Monday, 28 November 2011

Part 4: Rise of the red factor

Red Siskin
Canaries are yellow. This is one of those ‘everybody knows’ facts that are in reality completely untrue. As you will have seen from images on previous posts, canaries come in all shapes and sizes, and are often greenish-brown rather than yellow. Up until the start of the 20th century however no one had succeeded in breeding a canary colour that was not a variation on the colours in the wild bird.

Saturday, 19 November 2011

How canarys differ

Today a huge variety of recognisably different breeds of canary exist. As with the domestic dog, the difference from the wild ancestor can be extreme, and selective breeding is still altering them further from the wild type. So how do the different breeds differ?

Saturday, 12 November 2011

Part 2: Domestication

One of the minor unexplained oddities of human beings is our fondness for keeping pets. Wherever you go, and in every society, you will generally find someone, often but by no means always a child, with a pet animal of some kind. Perhaps the world leaders in the variety of species kept are probably the native peoples of the Amazon – everything from parrots to tapirs has been reported as being kept in the villages. This happens even though the same animal may be hunted for food, or regarded as potentially dangerous (bears for example). True pets or companion animals are not the same as work animals such as hunting dogs, which may be quite badly treated. When people first started keeping them is not at all clear, but for some reason it is more common outside Africa. Given that we now know that non-African modern humans are at least part Neanderthal, I wonder – did the practise actually start with them? Contrary to what may be thought, hunter-gatherer societies are just as fond of keeping pets as settled agricultural ones, so there is no lifestyle objection to that idea.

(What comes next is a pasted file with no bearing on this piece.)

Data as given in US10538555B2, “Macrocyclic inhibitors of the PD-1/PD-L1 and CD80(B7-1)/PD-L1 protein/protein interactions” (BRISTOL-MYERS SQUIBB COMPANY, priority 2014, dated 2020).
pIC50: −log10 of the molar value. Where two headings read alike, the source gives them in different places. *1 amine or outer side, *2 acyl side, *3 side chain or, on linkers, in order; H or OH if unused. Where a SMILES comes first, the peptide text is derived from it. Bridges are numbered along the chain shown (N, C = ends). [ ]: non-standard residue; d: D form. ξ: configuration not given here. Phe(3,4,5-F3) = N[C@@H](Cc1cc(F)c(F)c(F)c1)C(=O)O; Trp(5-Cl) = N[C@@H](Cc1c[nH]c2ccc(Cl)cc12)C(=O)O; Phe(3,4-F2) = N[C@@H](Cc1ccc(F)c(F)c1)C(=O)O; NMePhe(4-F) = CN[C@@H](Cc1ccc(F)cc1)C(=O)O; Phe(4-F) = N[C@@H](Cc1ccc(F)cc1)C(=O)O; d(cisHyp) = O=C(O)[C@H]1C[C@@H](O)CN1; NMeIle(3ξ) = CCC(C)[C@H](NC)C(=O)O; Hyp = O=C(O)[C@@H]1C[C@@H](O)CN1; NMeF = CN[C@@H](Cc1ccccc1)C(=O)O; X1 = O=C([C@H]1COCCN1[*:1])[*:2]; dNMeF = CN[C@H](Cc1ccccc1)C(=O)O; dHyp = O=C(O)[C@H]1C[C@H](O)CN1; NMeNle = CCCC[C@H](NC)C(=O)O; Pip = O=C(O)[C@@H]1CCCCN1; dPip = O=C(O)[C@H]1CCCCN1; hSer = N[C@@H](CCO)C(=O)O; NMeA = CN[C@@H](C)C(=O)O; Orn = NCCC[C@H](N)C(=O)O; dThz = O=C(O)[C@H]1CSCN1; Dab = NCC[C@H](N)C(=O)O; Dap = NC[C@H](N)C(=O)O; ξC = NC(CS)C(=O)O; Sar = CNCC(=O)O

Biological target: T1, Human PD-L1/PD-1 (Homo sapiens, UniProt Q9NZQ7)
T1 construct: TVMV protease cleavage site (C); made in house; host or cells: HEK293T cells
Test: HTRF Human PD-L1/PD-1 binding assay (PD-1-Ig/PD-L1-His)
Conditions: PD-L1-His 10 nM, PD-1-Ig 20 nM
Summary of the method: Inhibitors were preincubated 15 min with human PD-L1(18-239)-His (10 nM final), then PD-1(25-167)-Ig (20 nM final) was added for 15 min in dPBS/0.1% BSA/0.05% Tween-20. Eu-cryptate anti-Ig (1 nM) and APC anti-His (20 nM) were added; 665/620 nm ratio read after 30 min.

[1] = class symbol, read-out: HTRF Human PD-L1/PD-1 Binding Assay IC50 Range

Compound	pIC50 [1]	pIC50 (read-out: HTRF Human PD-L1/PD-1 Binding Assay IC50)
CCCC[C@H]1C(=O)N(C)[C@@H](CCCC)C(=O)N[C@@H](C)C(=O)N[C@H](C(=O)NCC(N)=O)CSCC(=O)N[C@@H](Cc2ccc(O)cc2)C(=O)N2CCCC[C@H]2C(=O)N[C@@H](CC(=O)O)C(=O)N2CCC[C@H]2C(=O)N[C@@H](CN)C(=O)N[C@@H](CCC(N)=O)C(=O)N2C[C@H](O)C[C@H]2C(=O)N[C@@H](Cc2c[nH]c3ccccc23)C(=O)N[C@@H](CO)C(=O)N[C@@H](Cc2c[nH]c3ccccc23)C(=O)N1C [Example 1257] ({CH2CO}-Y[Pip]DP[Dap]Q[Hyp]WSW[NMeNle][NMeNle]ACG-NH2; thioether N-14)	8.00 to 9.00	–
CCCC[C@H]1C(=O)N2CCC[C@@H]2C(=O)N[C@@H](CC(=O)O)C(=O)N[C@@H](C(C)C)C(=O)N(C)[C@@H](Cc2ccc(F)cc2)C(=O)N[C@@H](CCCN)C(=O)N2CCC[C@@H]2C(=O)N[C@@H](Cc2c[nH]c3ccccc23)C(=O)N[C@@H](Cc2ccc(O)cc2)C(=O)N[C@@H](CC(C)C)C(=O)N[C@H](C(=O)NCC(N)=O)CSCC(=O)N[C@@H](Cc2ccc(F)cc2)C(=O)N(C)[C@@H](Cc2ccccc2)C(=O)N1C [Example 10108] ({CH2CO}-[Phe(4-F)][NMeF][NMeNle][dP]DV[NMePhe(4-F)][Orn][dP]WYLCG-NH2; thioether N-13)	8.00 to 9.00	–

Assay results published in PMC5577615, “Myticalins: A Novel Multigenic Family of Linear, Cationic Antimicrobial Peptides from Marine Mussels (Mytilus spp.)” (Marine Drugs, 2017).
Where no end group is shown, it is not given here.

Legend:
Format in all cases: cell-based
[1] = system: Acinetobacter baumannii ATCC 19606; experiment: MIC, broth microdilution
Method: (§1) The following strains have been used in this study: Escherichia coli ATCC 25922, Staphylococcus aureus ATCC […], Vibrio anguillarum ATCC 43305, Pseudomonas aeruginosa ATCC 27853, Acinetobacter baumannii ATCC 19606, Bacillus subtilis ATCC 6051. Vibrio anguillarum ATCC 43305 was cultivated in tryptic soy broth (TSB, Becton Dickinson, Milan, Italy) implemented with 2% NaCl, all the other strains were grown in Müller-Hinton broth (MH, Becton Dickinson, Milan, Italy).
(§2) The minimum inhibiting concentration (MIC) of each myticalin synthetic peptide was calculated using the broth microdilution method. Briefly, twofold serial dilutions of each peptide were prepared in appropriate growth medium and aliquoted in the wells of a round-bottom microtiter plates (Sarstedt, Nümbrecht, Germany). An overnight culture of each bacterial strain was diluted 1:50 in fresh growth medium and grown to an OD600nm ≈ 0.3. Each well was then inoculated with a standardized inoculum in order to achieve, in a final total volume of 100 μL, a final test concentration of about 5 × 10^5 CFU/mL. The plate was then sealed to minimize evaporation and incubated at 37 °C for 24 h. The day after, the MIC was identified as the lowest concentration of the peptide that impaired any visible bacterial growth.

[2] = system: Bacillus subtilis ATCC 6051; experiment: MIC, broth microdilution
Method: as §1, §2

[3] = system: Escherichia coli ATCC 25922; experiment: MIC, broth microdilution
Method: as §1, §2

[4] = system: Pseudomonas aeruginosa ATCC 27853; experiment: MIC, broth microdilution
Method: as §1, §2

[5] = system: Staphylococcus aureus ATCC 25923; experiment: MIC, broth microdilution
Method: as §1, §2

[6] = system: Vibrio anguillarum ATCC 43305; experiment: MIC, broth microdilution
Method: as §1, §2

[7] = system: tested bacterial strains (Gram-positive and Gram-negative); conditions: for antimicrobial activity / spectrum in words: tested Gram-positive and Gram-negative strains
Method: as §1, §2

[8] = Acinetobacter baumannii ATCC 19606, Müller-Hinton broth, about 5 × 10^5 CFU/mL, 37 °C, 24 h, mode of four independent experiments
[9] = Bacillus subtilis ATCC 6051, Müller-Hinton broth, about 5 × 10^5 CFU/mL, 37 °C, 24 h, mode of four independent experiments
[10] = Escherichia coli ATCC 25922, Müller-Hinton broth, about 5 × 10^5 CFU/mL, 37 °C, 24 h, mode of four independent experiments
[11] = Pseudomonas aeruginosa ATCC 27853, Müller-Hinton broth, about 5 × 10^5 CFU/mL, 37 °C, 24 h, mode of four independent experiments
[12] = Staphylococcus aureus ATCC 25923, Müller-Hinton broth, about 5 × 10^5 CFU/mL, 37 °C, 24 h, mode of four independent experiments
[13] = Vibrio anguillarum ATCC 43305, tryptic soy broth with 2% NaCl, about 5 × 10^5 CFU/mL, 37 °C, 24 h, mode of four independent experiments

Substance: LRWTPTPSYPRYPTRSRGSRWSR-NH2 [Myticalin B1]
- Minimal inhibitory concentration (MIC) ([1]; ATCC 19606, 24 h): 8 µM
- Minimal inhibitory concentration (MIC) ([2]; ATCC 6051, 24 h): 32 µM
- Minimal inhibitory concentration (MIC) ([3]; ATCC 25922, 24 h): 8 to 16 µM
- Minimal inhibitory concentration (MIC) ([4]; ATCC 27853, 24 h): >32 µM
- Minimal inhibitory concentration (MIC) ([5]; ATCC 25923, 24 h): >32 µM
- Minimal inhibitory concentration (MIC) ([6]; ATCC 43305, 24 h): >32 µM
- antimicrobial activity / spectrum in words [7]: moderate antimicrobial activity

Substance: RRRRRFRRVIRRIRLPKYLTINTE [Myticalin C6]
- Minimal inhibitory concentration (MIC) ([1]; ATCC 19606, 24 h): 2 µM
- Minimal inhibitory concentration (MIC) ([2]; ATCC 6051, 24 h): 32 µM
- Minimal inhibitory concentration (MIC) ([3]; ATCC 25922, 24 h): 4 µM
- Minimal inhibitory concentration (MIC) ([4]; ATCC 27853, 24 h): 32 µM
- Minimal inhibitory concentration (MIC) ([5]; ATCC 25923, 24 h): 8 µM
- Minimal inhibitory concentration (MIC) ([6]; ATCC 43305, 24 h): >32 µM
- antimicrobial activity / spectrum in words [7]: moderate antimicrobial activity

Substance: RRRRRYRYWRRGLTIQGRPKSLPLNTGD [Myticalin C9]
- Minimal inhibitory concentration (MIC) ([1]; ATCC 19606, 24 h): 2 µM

Monday, 7 November 2011

The story of the canary

Domesticated canary - the 'Gloster'
From ancient times, people have kept a variety of small birds as companion animals, usually for their song. Today a huge variety of species are kept, but probably the commonest is still the first to be truly domesticated, the canary. As they have been kept for so long, their story is entwined with the origins of genetics, conservation legislation, even health and safety. The ‘miners canary’ is still proverbial (at least in English) as a reference to some event which is a portent of far more serious disasters to come, and these days is most often heard referring to some environmental change heralding climate change induced catastrophes. This series of posts will investigate the natural and unnatural history of the canary, and some reflections along the way on its implications for the world as a whole.

Part 1: What is a canary, exactly?